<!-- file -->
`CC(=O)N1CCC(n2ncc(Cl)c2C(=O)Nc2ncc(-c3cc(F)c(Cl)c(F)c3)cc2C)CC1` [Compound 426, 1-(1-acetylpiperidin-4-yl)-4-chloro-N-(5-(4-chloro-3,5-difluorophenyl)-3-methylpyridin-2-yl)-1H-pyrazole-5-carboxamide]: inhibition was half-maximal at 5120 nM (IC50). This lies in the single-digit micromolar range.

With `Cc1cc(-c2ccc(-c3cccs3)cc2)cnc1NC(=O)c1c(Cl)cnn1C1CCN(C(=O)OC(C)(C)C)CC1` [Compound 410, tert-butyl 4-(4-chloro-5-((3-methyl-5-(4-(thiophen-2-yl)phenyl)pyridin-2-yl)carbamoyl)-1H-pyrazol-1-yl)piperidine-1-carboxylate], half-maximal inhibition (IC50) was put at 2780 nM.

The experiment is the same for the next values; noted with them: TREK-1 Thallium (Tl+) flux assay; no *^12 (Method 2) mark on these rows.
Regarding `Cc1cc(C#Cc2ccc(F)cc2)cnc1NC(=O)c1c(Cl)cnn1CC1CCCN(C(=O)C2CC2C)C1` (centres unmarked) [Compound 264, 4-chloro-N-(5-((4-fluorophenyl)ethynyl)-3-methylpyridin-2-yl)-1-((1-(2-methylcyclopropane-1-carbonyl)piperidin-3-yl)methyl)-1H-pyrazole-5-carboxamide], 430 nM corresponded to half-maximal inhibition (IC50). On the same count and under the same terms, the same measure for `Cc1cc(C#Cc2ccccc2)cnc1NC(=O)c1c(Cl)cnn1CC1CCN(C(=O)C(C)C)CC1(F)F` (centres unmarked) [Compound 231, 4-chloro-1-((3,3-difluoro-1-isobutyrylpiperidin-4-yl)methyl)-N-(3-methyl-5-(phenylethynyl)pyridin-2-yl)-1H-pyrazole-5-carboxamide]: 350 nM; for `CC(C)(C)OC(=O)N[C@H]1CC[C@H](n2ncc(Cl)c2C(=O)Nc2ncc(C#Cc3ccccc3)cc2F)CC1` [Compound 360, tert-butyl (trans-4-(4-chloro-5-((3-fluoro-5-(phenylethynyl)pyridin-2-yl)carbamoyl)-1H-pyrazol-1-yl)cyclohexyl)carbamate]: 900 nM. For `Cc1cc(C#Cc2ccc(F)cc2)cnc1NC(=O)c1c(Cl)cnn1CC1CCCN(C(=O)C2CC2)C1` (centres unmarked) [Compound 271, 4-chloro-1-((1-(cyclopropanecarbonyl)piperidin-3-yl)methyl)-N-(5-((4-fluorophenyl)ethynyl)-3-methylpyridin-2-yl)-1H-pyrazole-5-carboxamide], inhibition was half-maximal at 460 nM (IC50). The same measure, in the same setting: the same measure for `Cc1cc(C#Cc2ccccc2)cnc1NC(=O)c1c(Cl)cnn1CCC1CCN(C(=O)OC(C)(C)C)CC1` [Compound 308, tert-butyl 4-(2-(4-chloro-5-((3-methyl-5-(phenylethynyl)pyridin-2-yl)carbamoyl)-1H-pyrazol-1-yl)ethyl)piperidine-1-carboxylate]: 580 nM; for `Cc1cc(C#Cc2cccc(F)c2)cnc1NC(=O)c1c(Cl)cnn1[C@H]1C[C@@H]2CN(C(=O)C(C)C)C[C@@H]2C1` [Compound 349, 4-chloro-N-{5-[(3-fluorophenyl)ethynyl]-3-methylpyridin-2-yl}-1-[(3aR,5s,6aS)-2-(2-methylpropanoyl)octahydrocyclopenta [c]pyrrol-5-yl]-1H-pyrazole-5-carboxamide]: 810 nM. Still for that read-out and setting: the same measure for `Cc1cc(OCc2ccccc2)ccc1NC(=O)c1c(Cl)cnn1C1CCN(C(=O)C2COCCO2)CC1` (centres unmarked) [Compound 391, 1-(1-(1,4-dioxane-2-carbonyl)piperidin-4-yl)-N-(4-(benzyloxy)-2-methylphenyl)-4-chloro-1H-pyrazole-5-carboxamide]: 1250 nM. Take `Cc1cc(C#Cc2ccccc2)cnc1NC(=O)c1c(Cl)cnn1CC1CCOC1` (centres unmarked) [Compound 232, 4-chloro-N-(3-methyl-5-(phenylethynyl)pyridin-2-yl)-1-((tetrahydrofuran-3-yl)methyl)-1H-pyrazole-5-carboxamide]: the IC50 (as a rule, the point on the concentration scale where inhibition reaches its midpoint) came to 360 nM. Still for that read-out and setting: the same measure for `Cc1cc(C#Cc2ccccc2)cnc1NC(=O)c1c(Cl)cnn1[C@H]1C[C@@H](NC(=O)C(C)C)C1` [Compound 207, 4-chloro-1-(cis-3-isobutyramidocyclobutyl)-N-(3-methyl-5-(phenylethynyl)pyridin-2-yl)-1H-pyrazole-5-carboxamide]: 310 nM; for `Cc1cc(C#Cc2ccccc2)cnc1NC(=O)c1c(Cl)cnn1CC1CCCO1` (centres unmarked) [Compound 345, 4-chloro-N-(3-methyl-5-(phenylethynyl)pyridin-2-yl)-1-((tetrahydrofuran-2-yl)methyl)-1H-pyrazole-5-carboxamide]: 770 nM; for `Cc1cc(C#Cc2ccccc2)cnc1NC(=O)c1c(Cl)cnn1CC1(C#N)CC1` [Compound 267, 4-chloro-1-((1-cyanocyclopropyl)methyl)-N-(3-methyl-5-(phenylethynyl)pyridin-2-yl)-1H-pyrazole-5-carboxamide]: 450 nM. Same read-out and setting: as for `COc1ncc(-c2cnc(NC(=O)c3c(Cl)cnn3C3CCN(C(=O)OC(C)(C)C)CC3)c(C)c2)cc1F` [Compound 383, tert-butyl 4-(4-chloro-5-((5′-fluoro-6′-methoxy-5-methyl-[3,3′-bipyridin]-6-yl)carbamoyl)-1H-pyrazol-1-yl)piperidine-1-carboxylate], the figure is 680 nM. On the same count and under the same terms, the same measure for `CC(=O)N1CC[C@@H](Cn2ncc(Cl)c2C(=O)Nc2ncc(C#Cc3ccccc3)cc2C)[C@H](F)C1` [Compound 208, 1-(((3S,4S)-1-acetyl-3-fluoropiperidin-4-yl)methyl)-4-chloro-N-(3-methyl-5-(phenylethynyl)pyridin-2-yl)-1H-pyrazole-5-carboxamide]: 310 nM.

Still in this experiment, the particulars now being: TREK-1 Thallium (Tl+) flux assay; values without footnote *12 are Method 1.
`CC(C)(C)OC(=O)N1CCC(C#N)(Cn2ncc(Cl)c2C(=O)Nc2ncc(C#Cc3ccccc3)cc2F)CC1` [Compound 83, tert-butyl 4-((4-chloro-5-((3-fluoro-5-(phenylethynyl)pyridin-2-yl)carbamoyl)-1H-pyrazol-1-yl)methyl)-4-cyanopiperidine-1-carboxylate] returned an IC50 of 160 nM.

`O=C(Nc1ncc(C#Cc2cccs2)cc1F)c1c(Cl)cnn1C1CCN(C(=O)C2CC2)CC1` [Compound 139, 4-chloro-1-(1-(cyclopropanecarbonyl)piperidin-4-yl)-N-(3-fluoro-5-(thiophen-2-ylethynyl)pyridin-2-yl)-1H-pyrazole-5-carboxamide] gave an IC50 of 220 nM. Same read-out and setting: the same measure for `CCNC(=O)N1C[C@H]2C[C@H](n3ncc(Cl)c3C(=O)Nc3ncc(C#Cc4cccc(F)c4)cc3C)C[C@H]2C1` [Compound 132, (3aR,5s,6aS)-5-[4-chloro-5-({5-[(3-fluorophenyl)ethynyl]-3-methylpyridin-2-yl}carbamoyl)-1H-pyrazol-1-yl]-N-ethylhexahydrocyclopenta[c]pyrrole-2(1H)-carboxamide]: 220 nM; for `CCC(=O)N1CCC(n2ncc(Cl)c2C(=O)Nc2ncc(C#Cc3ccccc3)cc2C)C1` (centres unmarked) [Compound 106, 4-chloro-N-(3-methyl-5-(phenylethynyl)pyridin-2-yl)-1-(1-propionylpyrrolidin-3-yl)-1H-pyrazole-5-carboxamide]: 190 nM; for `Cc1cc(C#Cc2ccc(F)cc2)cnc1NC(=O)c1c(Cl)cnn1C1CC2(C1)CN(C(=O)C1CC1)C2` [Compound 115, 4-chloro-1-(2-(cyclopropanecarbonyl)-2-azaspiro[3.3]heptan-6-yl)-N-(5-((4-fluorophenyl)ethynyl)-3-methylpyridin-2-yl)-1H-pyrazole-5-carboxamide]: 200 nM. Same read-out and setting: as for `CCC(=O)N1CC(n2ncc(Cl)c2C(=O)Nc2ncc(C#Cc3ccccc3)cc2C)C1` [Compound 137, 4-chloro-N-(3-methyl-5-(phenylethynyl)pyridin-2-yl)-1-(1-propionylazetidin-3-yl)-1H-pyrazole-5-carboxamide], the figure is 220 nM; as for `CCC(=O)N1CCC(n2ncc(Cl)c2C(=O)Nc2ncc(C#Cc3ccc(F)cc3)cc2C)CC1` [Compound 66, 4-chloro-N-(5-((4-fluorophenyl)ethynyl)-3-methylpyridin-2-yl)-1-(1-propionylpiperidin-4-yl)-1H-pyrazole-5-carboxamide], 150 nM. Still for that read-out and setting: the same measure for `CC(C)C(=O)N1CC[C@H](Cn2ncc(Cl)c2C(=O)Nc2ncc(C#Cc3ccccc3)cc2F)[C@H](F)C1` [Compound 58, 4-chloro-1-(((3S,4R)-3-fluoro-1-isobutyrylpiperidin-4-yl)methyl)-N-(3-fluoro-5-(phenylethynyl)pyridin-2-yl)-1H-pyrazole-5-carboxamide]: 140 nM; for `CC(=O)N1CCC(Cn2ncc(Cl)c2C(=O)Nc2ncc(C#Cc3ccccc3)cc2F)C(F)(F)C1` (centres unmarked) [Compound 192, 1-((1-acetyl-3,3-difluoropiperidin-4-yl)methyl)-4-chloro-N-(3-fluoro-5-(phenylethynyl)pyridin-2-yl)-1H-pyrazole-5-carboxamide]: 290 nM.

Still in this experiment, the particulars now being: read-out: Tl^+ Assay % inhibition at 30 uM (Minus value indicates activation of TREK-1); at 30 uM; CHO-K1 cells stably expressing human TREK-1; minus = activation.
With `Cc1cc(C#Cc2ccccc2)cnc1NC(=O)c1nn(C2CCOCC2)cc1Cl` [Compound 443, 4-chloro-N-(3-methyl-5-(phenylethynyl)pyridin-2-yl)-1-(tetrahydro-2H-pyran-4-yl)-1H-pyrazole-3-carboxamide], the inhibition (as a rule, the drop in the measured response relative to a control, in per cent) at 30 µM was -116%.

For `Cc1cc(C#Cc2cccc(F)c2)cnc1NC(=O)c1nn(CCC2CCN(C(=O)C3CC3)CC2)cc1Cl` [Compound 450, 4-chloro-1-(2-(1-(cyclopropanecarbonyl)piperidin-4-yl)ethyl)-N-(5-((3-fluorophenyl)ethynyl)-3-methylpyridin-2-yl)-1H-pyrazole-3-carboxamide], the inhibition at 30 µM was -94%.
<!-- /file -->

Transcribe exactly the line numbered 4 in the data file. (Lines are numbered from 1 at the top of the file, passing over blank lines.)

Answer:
Regarding `Cc1cc(C#Cc2ccc(F)cc2)cnc1NC(=O)c1c(Cl)cnn1CC1CCCN(C(=O)C2CC2C)C1` (centres unmarked) [Compound 264, 4-chloro-N-(5-((4-fluorophenyl)ethynyl)-3-methylpyridin-2-yl)-1-((1-(2-methylcyclopropane-1-carbonyl)piperidin-3-yl)methyl)-1H-pyrazole-5-carboxamide], 430 nM corresponded to half-maximal inhibition (IC50). On the same count and under the same terms, the same measure for `Cc1cc(C#Cc2ccccc2)cnc1NC(=O)c1c(Cl)cnn1CC1CCN(C(=O)C(C)C)CC1(F)F` (centres unmarked) [Compound 231, 4-chloro-1-((3,3-difluoro-1-isobutyrylpiperidin-4-yl)methyl)-N-(3-methyl-5-(phenylethynyl)pyridin-2-yl)-1H-pyrazole-5-carboxamide]: 350 nM; for `CC(C)(C)OC(=O)N[C@H]1CC[C@H](n2ncc(Cl)c2C(=O)Nc2ncc(C#Cc3ccccc3)cc2F)CC1` [Compound 360, tert-butyl (trans-4-(4-chloro-5-((3-fluoro-5-(phenylethynyl)pyridin-2-yl)carbamoyl)-1H-pyrazol-1-yl)cyclohexyl)carbamate]: 900 nM. For `Cc1cc(C#Cc2ccc(F)cc2)cnc1NC(=O)c1c(Cl)cnn1CC1CCCN(C(=O)C2CC2)C1` (centres unmarked) [Compound 271, 4-chloro-1-((1-(cyclopropanecarbonyl)piperidin-3-yl)methyl)-N-(5-((4-fluorophenyl)ethynyl)-3-methylpyridin-2-yl)-1H-pyrazole-5-carboxamide], inhibition was half-maximal at 460 nM (IC50). The same measure, in the same setting: the same measure for `Cc1cc(C#Cc2ccccc2)cnc1NC(=O)c1c(Cl)cnn1CCC1CCN(C(=O)OC(C)(C)C)CC1` [Compound 308, tert-butyl 4-(2-(4-chloro-5-((3-methyl-5-(phenylethynyl)pyridin-2-yl)carbamoyl)-1H-pyrazol-1-yl)ethyl)piperidine-1-carboxylate]: 580 nM; for `Cc1cc(C#Cc2cccc(F)c2)cnc1NC(=O)c1c(Cl)cnn1[C@H]1C[C@@H]2CN(C(=O)C(C)C)C[C@@H]2C1` [Compound 349, 4-chloro-N-{5-[(3-fluorophenyl)ethynyl]-3-methylpyridin-2-yl}-1-[(3aR,5s,6aS)-2-(2-methylpropanoyl)octahydrocyclopenta [c]pyrrol-5-yl]-1H-pyrazole-5-carboxamide]: 810 nM. Still for that read-out and setting: the same measure for `Cc1cc(OCc2ccccc2)ccc1NC(=O)c1c(Cl)cnn1C1CCN(C(=O)C2COCCO2)CC1` (centres unmarked) [Compound 391, 1-(1-(1,4-dioxane-2-carbonyl)piperidin-4-yl)-N-(4-(benzyloxy)-2-methylphenyl)-4-chloro-1H-pyrazole-5-carboxamide]: 1250 nM. Take `Cc1cc(C#Cc2ccccc2)cnc1NC(=O)c1c(Cl)cnn1CC1CCOC1` (centres unmarked) [Compound 232, 4-chloro-N-(3-methyl-5-(phenylethynyl)pyridin-2-yl)-1-((tetrahydrofuran-3-yl)methyl)-1H-pyrazole-5-carboxamide]: the IC50 (as a rule, the point on the concentration scale where inhibition reaches its midpoint) came to 360 nM. Still for that read-out and setting: the same measure for `Cc1cc(C#Cc2ccccc2)cnc1NC(=O)c1c(Cl)cnn1[C@H]1C[C@@H](NC(=O)C(C)C)C1` [Compound 207, 4-chloro-1-(cis-3-isobutyramidocyclobutyl)-N-(3-methyl-5-(phenylethynyl)pyridin-2-yl)-1H-pyrazole-5-carboxamide]: 310 nM; for `Cc1cc(C#Cc2ccccc2)cnc1NC(=O)c1c(Cl)cnn1CC1CCCO1` (centres unmarked) [Compound 345, 4-chloro-N-(3-methyl-5-(phenylethynyl)pyridin-2-yl)-1-((tetrahydrofuran-2-yl)methyl)-1H-pyrazole-5-carboxamide]: 770 nM; for `Cc1cc(C#Cc2ccccc2)cnc1NC(=O)c1c(Cl)cnn1CC1(C#N)CC1` [Compound 267, 4-chloro-1-((1-cyanocyclopropyl)methyl)-N-(3-methyl-5-(phenylethynyl)pyridin-2-yl)-1H-pyrazole-5-carboxamide]: 450 nM. Same read-out and setting: as for `COc1ncc(-c2cnc(NC(=O)c3c(Cl)cnn3C3CCN(C(=O)OC(C)(C)C)CC3)c(C)c2)cc1F` [Compound 383, tert-butyl 4-(4-chloro-5-((5′-fluoro-6′-methoxy-5-methyl-[3,3′-bipyridin]-6-yl)carbamoyl)-1H-pyrazol-1-yl)piperidine-1-carboxylate], the figure is 680 nM. On the same count and under the same terms, the same measure for `CC(=O)N1CC[C@@H](Cn2ncc(Cl)c2C(=O)Nc2ncc(C#Cc3ccccc3)cc2C)[C@H](F)C1` [Compound 208, 1-(((3S,4S)-1-acetyl-3-fluoropiperidin-4-yl)methyl)-4-chloro-N-(3-methyl-5-(phenylethynyl)pyridin-2-yl)-1H-pyrazole-5-carboxamide]: 310 nM.